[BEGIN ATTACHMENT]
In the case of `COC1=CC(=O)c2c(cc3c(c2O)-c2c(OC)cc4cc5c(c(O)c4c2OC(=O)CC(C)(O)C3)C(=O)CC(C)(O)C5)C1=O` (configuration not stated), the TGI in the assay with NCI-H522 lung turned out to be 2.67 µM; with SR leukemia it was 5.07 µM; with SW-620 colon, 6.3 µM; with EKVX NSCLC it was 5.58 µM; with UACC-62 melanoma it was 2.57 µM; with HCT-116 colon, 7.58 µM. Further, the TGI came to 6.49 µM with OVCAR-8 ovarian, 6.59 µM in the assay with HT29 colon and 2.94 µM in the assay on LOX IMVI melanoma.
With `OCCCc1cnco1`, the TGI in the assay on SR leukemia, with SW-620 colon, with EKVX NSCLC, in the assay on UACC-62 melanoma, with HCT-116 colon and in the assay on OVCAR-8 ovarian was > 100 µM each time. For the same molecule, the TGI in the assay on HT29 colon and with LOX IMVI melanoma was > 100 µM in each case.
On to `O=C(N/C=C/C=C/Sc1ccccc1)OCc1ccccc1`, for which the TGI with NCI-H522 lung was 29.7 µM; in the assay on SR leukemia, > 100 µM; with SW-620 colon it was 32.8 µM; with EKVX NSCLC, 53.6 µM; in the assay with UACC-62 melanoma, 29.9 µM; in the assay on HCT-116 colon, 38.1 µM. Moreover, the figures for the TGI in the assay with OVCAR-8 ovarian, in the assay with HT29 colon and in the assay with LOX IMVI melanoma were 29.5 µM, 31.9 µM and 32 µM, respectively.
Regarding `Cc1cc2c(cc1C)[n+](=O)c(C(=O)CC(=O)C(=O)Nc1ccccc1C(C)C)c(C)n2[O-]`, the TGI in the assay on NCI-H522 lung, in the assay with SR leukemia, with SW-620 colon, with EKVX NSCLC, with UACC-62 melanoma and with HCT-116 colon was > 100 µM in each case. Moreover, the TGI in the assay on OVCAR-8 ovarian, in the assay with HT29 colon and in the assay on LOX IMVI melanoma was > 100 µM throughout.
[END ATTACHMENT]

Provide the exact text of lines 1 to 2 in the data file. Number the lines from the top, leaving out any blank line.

In the case of `COC1=CC(=O)c2c(cc3c(c2O)-c2c(OC)cc4cc5c(c(O)c4c2OC(=O)CC(C)(O)C3)C(=O)CC(C)(O)C5)C1=O` (configuration not stated), the TGI in the assay with NCI-H522 lung turned out to be 2.67 µM; with SR leukemia it was 5.07 µM; with SW-620 colon, 6.3 µM; with EKVX NSCLC it was 5.58 µM; with UACC-62 melanoma it was 2.57 µM; with HCT-116 colon, 7.58 µM. Further, the TGI came to 6.49 µM with OVCAR-8 ovarian, 6.59 µM in the assay with HT29 colon and 2.94 µM in the assay on LOX IMVI melanoma.
With `OCCCc1cnco1`, the TGI in the assay on SR leukemia, with SW-620 colon, with EKVX NSCLC, in the assay on UACC-62 melanoma, with HCT-116 colon and in the assay on OVCAR-8 ovarian was > 100 µM each time. For the same molecule, the TGI in the assay on HT29 colon and with LOX IMVI melanoma was > 100 µM in each case.